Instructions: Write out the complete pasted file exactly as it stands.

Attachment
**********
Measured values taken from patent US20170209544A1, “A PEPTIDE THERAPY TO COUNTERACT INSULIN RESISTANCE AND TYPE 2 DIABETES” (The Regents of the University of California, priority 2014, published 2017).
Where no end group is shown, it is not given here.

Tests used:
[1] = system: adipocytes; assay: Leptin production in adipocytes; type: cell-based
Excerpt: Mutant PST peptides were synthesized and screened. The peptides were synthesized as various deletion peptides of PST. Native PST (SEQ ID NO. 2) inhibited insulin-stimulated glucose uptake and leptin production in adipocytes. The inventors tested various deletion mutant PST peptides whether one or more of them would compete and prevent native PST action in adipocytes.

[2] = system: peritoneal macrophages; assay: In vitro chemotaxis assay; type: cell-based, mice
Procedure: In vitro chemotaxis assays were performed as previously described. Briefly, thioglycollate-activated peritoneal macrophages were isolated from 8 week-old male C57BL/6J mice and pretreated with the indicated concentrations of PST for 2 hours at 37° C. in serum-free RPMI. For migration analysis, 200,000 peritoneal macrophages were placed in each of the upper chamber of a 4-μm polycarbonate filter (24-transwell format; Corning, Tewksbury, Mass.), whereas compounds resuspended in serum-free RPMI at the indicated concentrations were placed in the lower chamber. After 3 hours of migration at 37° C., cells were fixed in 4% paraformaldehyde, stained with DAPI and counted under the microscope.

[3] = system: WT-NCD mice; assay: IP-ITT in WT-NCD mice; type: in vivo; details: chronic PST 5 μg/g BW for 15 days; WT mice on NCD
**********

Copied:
Measured values taken from patent US20170209544A1, “A PEPTIDE THERAPY TO COUNTERACT INSULIN RESISTANCE AND TYPE 2 DIABETES” (The Regents of the University of California, priority 2014, published 2017).
Where no end group is shown, it is not given here.

Tests used:
[1] = system: adipocytes; assay: Leptin production in adipocytes; type: cell-based
Excerpt: Mutant PST peptides were synthesized and screened. The peptides were synthesized as various deletion peptides of PST. Native PST (SEQ ID NO. 2) inhibited insulin-stimulated glucose uptake and leptin production in adipocytes. The inventors tested various deletion mutant PST peptides whether one or more of them would compete and prevent native PST action in adipocytes.

[2] = system: peritoneal macrophages; assay: In vitro chemotaxis assay; type: cell-based, mice
Procedure: In vitro chemotaxis assays were performed as previously described. Briefly, thioglycollate-activated peritoneal macrophages were isolated from 8 week-old male C57BL/6J mice and pretreated with the indicated concentrations of PST for 2 hours at 37° C. in serum-free RPMI. For migration analysis, 200,000 peritoneal macrophages were placed in each of the upper chamber of a 4-μm polycarbonate filter (24-transwell format; Corning, Tewksbury, Mass.), whereas compounds resuspended in serum-free RPMI at the indicated concentrations were placed in the lower chamber. After 3 hours of migration at 37° C., cells were fixed in 4% paraformaldehyde, stained with DAPI and counted under the microscope.

[3] = system: WT-NCD mice; assay: IP-ITT in WT-NCD mice; type: in vivo; details: chronic PST 5 μg/g BW for 15 days; WT mice on NCD